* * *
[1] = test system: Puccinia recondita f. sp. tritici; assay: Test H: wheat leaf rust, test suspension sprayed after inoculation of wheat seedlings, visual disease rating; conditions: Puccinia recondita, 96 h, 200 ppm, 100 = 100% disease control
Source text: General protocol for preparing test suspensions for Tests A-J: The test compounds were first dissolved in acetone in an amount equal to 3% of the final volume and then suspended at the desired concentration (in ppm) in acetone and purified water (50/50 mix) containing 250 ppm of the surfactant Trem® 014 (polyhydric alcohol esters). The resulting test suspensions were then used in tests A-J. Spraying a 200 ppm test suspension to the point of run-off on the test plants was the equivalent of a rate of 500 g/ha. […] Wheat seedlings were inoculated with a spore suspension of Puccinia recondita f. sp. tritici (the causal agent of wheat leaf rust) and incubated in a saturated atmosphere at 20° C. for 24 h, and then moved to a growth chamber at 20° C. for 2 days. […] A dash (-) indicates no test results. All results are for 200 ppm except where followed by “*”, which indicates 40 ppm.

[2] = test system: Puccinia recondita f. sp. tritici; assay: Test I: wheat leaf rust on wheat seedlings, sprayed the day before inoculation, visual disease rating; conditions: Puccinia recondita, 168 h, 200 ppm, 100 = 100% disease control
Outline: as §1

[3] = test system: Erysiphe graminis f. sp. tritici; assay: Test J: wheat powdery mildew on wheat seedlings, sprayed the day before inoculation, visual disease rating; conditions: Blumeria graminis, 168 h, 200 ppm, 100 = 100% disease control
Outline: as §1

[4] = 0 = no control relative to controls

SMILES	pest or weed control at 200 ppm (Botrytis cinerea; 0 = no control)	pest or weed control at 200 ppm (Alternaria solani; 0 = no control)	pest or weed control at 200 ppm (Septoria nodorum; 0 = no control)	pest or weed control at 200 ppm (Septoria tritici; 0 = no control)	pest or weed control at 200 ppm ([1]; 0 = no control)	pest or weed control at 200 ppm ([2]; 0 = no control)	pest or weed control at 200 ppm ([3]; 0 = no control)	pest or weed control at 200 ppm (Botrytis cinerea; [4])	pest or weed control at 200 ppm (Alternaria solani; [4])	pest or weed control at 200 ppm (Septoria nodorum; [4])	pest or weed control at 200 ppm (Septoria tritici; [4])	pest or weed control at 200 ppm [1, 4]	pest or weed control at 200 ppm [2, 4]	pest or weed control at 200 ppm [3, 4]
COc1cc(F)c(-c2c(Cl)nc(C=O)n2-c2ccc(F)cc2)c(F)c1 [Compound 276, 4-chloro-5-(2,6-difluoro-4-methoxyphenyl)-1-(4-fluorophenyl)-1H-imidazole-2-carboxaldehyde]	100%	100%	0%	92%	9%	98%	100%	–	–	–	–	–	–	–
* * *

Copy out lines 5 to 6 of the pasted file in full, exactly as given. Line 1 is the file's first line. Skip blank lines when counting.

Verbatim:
[3] = test system: Erysiphe graminis f. sp. tritici; assay: Test J: wheat powdery mildew on wheat seedlings, sprayed the day before inoculation, visual disease rating; conditions: Blumeria graminis, 168 h, 200 ppm, 100 = 100% disease control
Outline: as §1